History of the Pennsylvania Reserve Corps: A Complete Record of the Organization ; and of the Different Companies, Regiments and Brigades ; Containing Descriptions of Expeditions, Marches, Skirmishes, and Battles ; Together with Biographical Sketches of Officers and Personal Records of Each Man During His Term of Service ; Compiled from Official Reports and Other Documents
What people are saying - Write a review
We haven't found any reviews in the usual places.
Other editions - View all
action advance appointed arms army arrived artillery attack bank battery battle became bridge brigade called camp campaign Captain cavalry centre charge close Colonel column command corps creek crossed defence direction division duty early enemy enemy's engaged fell field Fifth fight fire five flank force formed forward four front Gaines Government Governor ground Guards guns heavy held hill hour hundred immediately infantry James John June killed Lieutenant Lieutenant-Colonel loss Major McCall McClellan Meade ment miles military morning moved movement night North o'clock occupied officers opened ordered organized passed Pennsylvania placed position Potomac President privates railroad reached rear rebel received regiment remained Reserve Corps Reserves retired returned Reynolds Richmond Rifles river road Roberts Second sent severe side soldiers soon station Third thousand tion trains troops turned United Washington whole woods wounded
Page 33 - The power confided to me will be used to hold, occupy, and possess the property and places belonging to the Government, and to collect the duties and imposts; but beyond what may be necessary for these objects there will be no invasion, no using of force against or among the people anywhere.
Page 33 - Physically speaking, we cannot separate. We cannot remove our respective sections from each other, nor build an impassable wall between them. A husband and wife may be divorced, and go out of the presence and beyond the reach of each other ; but the different parts of our country cannot do this.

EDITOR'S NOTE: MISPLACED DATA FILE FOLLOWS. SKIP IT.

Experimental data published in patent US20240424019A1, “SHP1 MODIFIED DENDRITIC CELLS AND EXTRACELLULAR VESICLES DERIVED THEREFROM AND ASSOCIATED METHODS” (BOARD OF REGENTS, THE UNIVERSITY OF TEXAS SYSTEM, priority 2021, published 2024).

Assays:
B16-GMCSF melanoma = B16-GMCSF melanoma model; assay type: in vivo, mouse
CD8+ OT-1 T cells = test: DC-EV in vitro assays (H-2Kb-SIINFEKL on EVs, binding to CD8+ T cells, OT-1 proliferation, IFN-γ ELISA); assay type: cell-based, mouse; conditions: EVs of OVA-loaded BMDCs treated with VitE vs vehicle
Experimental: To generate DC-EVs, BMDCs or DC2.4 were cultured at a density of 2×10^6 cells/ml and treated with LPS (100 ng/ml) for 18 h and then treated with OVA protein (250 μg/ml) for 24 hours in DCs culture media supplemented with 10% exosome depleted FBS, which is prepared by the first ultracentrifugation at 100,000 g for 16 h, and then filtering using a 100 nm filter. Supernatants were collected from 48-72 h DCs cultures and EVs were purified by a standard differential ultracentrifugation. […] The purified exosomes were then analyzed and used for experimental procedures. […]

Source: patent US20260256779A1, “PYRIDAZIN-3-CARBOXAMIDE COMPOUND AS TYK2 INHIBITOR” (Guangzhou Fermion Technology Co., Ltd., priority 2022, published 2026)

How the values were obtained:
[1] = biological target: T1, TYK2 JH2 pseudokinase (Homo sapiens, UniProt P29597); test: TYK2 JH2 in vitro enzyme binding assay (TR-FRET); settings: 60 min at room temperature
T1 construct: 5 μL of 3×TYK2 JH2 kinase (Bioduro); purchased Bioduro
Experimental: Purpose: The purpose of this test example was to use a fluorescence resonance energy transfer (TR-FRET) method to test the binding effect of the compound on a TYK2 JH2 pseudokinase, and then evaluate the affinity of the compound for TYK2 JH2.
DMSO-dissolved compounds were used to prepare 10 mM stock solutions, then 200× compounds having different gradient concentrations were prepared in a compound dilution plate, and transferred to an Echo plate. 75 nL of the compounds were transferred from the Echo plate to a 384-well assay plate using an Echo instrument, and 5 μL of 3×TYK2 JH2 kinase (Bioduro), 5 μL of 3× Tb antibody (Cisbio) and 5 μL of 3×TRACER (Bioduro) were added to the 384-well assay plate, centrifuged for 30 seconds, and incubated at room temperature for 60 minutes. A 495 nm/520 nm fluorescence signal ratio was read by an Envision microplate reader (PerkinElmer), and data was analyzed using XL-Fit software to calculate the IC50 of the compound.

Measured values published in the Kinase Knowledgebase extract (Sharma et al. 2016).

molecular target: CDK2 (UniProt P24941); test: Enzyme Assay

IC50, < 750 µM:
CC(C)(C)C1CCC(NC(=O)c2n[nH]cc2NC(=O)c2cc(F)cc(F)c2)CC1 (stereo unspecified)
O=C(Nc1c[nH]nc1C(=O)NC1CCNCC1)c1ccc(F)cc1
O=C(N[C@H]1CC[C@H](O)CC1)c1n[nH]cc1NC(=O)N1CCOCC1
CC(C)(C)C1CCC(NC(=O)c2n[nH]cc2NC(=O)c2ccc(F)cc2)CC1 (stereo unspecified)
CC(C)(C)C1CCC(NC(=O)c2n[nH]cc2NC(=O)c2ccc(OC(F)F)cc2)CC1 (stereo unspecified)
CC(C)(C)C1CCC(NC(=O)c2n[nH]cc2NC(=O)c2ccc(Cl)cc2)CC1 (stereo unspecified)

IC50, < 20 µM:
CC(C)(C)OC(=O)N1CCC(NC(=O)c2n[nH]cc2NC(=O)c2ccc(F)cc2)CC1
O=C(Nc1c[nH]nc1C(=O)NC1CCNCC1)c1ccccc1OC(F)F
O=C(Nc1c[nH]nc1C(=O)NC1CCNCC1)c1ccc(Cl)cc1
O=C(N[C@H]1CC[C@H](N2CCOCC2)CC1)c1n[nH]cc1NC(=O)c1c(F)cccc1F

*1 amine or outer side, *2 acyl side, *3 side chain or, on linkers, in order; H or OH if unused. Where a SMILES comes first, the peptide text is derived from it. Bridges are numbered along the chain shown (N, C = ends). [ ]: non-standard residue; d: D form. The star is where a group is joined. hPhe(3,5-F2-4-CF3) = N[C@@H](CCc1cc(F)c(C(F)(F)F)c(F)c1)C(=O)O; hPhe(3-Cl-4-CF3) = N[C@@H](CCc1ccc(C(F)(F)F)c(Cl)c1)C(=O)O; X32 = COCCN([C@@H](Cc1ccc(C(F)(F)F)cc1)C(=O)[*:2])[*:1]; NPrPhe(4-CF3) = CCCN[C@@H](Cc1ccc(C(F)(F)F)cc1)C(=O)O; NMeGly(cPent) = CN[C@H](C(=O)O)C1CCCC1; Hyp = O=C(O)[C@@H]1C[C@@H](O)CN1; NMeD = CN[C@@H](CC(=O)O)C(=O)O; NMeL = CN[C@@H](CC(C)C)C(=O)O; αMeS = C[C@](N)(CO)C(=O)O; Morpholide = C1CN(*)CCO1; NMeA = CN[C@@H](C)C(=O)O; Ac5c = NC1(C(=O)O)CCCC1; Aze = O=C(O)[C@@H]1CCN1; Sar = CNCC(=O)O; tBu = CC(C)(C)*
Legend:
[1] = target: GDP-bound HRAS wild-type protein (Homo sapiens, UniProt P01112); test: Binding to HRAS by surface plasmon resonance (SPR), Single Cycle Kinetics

Page 33 - They cannot but remain face to face; and intercourse, either amicable or hostile, must continue between them. Is it possible then to make that intercourse more advantageous or more satisfactory after separation than before? Can aliens make treaties easier than friends can make laws? Can treaties be more faithfully enforced between aliens than laws can among friends? Suppose you go to war, you...
Page 403 - President directs that you cross the Potomac and give battle to the enemy, or drive him south. Your army must move now, while the roads are good.
Page 28 - We, the people of the State of South Carolina, in Convention assembled, do declare and ordain, and it is hereby declared and ordained; "That the Ordinance adopted by us in Convention, on the twenty-third day of May, in the year of our Lord one thousand seven hundred and eighty-eight, whereby the Constitution of the United States of America...
Page 33 - I therefore consider that, in view of the Constitution and the laws the Union is unbroken ; and to the extent of my ability I shall take care, as the Constitution itself expressly enjoins \ upon me, that the laws of the Union be faithfully executed in all the States.
Page 34 - This country, with its institutions, belongs to the people who inhabit it. Whenever they shall grow weary of the existing Government they can exercise their constitutional right of amending it, or their revolutionary right to dismember or overthrow it.
Page 34 - The people themselves, also, can do this if they choose, but the Executive, as such, has nothing to do with it. His duty is to administer the present Government as it came to his hands, and to transmit it unimpaired by him to his successor.
Page 145 - The property, real and personal, of all persons in the State of Missouri who shall take up arms against the United States, or who shall be directly proven to have taken an active part with their enemies in the field, is declared to be confiscated to the public use, and their slaves, if any they have, are hereby declared free men.
Page 33 - I shall take care, as the Constitution itself expressly enjoins upon me, that the laws of the Union be faithfully executed in all the States. Doing this I deem to be only a simple duty on my part; and I shall perform it so far as practicable, unless my rightful masters, the American people, shall withhold the requisite means, or in some authoritative manner direct the contrary.